When Edward Scott was a boy growing up in Ashfield, MA his family’s farm had an apple orchard, chickens and cows. He became well known for his gift of working with apple trees. “The kids would pick apples when the other apple pickers were away at war,” said his daughter, Donna Scott. Her mother Janice and Edward attended the same school. “During WWII, the high school closed and students went out to help farmers. Apples were a big crop in this area, a way farmers got money. They’d pick apples in the fall and ship them.”
Then Scott went off to war. “When he got out of the service in the Korean War, he was approached by the old farmers — in that time, everyone had a farm, trees, cows — to take over their trees. He rented the trees from the farmers, gave the farmer and his wife an income.”
Now his son, licensed logger Colin Scott and Colin’s wife Laura raise fruit and Irish Dexter cattle on the 140 acre Buckland, MA farm, managing the Buckland fruit stand. Donna manages the Ashfield store. Colin logs and farms fulltime but, “When Dad retired, the farm came first, logging came second.”
Diversifying, they grow three acres of stone fruit; peaches, nectarines, and plums, a half acre of blueberries and raspberries, plus sell cider, maple syrup, honey, pumpkins, winter squash and potatoes. They used to grow 40 acres of apples and now grow 20.
“We were always a wholesale. Wholesales all got cut back competing against the world market. Now we’re changing over more towards local sales,” said Colin.
They pack apples to ship to Fanueil Hall and restaurants in Boston, local schools and bakeries. They’ve been supplying Williamsburg General Store for 30 years.
“What I like best is the end product; it finally looks good, tastes good, I did a good job growing it. I enjoy working outside,” said Colin, both in his orchards and in the woods, leaving it looking nice, knowing he has improved things. They have planted honeyberries and juneberries and have the coveted Evercrisp, half Honeycrisp, half Fuji, coming next spring.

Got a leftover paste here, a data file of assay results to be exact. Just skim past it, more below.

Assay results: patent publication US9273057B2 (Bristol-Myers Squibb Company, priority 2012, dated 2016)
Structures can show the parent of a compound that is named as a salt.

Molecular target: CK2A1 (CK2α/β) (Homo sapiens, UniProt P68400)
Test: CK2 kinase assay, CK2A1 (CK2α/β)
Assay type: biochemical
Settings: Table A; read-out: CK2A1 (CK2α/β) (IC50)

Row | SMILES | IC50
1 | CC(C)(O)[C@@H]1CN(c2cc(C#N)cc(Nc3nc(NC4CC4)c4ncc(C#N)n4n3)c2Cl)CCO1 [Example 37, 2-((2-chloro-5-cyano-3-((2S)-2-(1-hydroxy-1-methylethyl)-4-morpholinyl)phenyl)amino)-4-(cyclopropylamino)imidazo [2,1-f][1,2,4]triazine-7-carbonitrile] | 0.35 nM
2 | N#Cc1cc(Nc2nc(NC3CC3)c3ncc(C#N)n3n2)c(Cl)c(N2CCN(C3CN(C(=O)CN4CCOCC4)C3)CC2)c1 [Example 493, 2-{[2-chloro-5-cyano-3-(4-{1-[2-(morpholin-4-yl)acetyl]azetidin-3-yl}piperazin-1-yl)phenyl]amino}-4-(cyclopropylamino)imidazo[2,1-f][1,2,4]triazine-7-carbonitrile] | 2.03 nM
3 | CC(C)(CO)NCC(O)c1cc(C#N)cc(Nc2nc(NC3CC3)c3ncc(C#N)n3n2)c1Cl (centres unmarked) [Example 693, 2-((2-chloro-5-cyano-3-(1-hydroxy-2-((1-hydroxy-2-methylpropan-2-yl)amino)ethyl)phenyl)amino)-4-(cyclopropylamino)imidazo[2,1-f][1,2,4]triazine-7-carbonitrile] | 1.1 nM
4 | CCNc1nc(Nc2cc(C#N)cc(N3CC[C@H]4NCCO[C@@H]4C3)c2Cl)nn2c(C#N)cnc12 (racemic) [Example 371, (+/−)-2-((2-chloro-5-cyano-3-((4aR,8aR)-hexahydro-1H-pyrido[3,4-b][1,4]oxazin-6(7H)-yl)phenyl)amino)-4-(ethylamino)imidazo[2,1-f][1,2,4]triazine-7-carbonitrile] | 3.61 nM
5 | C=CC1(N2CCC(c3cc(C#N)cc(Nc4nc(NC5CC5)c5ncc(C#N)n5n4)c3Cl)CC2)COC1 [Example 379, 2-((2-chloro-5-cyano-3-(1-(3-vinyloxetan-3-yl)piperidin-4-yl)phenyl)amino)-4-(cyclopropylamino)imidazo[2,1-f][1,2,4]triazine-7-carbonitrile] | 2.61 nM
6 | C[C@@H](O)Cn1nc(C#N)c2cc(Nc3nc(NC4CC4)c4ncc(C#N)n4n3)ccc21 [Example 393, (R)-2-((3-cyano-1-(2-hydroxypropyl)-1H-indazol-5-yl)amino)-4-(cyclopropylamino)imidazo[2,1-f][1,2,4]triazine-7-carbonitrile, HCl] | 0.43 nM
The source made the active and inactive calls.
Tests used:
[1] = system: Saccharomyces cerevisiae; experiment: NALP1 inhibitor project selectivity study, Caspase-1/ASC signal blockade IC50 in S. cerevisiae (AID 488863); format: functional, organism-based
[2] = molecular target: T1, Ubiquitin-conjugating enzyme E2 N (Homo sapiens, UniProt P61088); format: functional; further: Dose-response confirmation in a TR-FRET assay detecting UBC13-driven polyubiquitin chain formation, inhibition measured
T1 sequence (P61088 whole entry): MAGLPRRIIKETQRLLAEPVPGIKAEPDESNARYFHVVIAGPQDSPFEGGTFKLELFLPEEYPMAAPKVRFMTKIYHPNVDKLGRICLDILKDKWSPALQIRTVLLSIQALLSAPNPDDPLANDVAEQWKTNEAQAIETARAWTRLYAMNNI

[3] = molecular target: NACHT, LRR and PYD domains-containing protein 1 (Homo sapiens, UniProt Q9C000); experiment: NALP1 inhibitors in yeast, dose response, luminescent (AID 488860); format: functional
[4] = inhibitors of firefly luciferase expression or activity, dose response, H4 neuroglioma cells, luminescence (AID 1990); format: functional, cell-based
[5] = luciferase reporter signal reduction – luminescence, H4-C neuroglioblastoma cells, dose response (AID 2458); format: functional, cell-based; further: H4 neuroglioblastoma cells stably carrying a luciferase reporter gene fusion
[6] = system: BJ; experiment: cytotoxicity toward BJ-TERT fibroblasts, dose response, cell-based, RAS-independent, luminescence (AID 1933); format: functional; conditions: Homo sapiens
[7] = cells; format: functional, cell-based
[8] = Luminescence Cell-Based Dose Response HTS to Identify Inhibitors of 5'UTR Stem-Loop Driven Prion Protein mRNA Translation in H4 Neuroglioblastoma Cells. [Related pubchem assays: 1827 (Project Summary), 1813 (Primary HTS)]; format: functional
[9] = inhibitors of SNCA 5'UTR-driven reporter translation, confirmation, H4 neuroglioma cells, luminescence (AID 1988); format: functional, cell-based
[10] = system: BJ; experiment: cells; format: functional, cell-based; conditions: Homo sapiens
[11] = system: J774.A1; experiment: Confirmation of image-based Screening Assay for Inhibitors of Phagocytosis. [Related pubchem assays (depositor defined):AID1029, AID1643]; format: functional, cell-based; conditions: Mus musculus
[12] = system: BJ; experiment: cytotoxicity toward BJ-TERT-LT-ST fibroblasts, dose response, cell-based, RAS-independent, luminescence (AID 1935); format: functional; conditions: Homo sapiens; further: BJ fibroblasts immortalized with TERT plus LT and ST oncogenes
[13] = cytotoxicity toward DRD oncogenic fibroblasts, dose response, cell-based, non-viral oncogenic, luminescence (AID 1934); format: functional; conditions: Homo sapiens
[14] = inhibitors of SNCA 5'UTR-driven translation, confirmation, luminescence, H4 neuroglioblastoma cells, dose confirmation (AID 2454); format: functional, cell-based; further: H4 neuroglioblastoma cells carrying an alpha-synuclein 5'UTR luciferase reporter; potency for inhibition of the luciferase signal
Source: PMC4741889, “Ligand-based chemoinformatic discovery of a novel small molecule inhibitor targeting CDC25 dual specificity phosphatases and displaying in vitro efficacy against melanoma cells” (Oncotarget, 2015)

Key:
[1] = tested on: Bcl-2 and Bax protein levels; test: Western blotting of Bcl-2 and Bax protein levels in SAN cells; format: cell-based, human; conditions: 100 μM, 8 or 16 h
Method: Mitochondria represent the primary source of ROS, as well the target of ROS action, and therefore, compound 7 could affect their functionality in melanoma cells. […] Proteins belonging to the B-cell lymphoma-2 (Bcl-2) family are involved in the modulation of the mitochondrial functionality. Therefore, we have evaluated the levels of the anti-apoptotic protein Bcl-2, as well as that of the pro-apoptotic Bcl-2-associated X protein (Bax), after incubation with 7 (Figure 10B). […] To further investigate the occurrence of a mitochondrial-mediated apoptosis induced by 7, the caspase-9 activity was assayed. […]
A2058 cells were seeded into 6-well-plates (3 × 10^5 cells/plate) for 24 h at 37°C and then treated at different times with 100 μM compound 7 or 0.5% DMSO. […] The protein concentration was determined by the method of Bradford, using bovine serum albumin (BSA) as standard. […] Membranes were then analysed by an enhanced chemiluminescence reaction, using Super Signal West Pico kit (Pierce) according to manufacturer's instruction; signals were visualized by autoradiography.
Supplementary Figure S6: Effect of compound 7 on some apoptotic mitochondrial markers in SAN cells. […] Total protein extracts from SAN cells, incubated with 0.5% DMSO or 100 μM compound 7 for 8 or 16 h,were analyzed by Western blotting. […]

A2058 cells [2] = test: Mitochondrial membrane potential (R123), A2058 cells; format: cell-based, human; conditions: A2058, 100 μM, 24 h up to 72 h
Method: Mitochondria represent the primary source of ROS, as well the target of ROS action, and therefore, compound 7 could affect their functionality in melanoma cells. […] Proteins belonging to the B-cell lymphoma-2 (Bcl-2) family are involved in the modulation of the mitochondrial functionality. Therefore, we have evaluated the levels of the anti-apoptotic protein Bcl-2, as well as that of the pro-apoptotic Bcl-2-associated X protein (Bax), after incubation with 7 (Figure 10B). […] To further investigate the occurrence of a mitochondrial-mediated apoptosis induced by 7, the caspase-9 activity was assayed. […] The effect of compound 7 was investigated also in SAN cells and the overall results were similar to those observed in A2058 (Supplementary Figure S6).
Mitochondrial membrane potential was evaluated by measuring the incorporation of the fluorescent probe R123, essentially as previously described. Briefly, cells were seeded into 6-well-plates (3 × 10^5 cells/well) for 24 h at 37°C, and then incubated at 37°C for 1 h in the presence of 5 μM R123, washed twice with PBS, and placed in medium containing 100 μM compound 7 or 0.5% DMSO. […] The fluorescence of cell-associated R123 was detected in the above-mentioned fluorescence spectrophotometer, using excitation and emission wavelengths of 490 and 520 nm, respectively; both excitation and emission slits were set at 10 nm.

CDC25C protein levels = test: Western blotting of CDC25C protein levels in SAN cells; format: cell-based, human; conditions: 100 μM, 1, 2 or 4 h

Donna has packed, sold and picked, despite her vibrant fear of heights. When she was younger, the trees were tall, not dwarfed or espaliered. “I hated going up there, it was very high; the ladder could be 20 feet or longer, had spikes on the end. You put it up between the branches and twist it so you don’t knock any apples off and then jam the spikes into the ground. I grafted, thinned; I did not prune. My brother pruned. I avoided getting on the ladder as much as I could,” she said.
“People don’t realize when an apple is picked off a tree, they are not uniform size.” A trained packer can pick up an apple, and in two to three seconds determine its size, color and imperfection or perfection. Some markets want them with 50 percent color; others want 75 percent.
Area grandparents would come pick. “Men and women in the area that had grown up on farms would get a part-time job with us just for a few weeks, extra money for Christmas presents, a way of getting extra income, a lot of retired men and women. I tell you I had all I could do to keep up with them. They knew how to work and they worked hard. Most picking nowadays is done by family,” said Donna.
They sold original Red Delicious: smaller, striped, very juicy, sweet, nice tasting. Then the West Coast developed a bigger type with a uniform red color, without much taste. Folks came in requesting their striped Red Delicious until their few remaining trees, 80 to 90 years old, had to be cut down. “People buy with their eyes. The West Coast ruined the (Red Delicious) market,” she said.
“We’re introducing new varieties. People are coming in and trying a couple different apples. It took me a couple years to have people try Ginger Gold ‘cause they’re green. Now people come in demanding them.”
The old varieties were more resistant. The Baldwins my father inherited stored well. It was ugly, and nobody wanted it. Now people realize if they want cider or a good tasting apple, they need Baldwins.”
The Scotts have a walk-in 22 by 10 foot cooler with a matching one downstairs kept cool by two faithful compressors that were old when her father built the shop in the 60s. Customers, especially men, admire them. In Buckland is a 20,000 square foot storage where apples are stored, packed and shipped to Boston.
As this season started a week and half early, the store followed suit, offering mix and match for people to get a little bit of everything. Since everyone’s taste buds differ, Donna uses the Cortland as a neutral point. When customers ask, she answers that this apple is tarter or sweeter than a Cortland. “Cortland; can use it for anything. When in doubt, go for a Co